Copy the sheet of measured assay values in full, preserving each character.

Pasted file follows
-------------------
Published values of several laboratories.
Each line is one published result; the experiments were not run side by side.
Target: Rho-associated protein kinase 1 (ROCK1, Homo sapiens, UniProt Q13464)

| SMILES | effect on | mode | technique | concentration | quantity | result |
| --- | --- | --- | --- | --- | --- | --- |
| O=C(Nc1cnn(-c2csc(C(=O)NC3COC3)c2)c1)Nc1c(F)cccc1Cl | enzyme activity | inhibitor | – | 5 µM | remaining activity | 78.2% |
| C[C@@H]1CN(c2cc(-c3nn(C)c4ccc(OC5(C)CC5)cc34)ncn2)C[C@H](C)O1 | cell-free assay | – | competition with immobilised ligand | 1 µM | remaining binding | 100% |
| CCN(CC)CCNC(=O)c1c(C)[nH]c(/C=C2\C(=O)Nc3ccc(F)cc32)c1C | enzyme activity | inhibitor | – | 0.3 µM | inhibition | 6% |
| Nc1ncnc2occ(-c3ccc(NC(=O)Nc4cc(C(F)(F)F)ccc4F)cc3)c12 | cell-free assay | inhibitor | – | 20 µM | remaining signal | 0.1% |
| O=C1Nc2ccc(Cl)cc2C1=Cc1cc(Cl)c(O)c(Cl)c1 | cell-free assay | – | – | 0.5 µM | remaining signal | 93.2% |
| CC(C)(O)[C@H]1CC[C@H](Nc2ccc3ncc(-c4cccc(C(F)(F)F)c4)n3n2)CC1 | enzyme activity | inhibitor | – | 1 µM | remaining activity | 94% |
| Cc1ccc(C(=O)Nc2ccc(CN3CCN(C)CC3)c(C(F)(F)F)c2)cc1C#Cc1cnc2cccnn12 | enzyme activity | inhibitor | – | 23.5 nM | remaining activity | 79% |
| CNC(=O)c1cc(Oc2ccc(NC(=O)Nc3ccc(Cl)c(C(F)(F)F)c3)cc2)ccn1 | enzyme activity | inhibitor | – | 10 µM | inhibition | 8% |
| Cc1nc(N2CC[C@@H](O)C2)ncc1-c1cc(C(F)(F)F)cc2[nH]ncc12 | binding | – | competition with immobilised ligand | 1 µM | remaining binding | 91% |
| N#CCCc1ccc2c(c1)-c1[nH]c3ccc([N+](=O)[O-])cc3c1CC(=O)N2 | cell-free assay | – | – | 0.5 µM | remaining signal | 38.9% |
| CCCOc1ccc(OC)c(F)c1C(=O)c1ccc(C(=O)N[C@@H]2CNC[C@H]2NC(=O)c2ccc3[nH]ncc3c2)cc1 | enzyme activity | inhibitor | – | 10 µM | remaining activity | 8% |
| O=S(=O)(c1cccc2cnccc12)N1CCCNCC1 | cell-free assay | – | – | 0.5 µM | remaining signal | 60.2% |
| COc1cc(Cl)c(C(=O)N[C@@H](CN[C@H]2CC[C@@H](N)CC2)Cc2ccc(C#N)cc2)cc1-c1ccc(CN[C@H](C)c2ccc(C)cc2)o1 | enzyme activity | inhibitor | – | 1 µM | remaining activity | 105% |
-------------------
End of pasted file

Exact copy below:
Published values of several laboratories.
Each line is one published result; the experiments were not run side by side.
Target: Rho-associated protein kinase 1 (ROCK1, Homo sapiens, UniProt Q13464)

| SMILES | effect on | mode | technique | concentration | quantity | result |
| --- | --- | --- | --- | --- | --- | --- |
| O=C(Nc1cnn(-c2csc(C(=O)NC3COC3)c2)c1)Nc1c(F)cccc1Cl | enzyme activity | inhibitor | – | 5 µM | remaining activity | 78.2% |
| C[C@@H]1CN(c2cc(-c3nn(C)c4ccc(OC5(C)CC5)cc34)ncn2)C[C@H](C)O1 | cell-free assay | – | competition with immobilised ligand | 1 µM | remaining binding | 100% |
| CCN(CC)CCNC(=O)c1c(C)[nH]c(/C=C2\C(=O)Nc3ccc(F)cc32)c1C | enzyme activity | inhibitor | – | 0.3 µM | inhibition | 6% |
| Nc1ncnc2occ(-c3ccc(NC(=O)Nc4cc(C(F)(F)F)ccc4F)cc3)c12 | cell-free assay | inhibitor | – | 20 µM | remaining signal | 0.1% |
| O=C1Nc2ccc(Cl)cc2C1=Cc1cc(Cl)c(O)c(Cl)c1 | cell-free assay | – | – | 0.5 µM | remaining signal | 93.2% |
| CC(C)(O)[C@H]1CC[C@H](Nc2ccc3ncc(-c4cccc(C(F)(F)F)c4)n3n2)CC1 | enzyme activity | inhibitor | – | 1 µM | remaining activity | 94% |
| Cc1ccc(C(=O)Nc2ccc(CN3CCN(C)CC3)c(C(F)(F)F)c2)cc1C#Cc1cnc2cccnn12 | enzyme activity | inhibitor | – | 23.5 nM | remaining activity | 79% |
| CNC(=O)c1cc(Oc2ccc(NC(=O)Nc3ccc(Cl)c(C(F)(F)F)c3)cc2)ccn1 | enzyme activity | inhibitor | – | 10 µM | inhibition | 8% |
| Cc1nc(N2CC[C@@H](O)C2)ncc1-c1cc(C(F)(F)F)cc2[nH]ncc12 | binding | – | competition with immobilised ligand | 1 µM | remaining binding | 91% |
| N#CCCc1ccc2c(c1)-c1[nH]c3ccc([N+](=O)[O-])cc3c1CC(=O)N2 | cell-free assay | – | – | 0.5 µM | remaining signal | 38.9% |
| CCCOc1ccc(OC)c(F)c1C(=O)c1ccc(C(=O)N[C@@H]2CNC[C@H]2NC(=O)c2ccc3[nH]ncc3c2)cc1 | enzyme activity | inhibitor | – | 10 µM | remaining activity | 8% |
| O=S(=O)(c1cccc2cnccc12)N1CCCNCC1 | cell-free assay | – | – | 0.5 µM | remaining signal | 60.2% |
| COc1cc(Cl)c(C(=O)N[C@@H](CN[C@H]2CC[C@@H](N)CC2)Cc2ccc(C#N)cc2)cc1-c1ccc(CN[C@H](C)c2ccc(C)cc2)o1 | enzyme activity | inhibitor | – | 1 µM | remaining activity | 105% |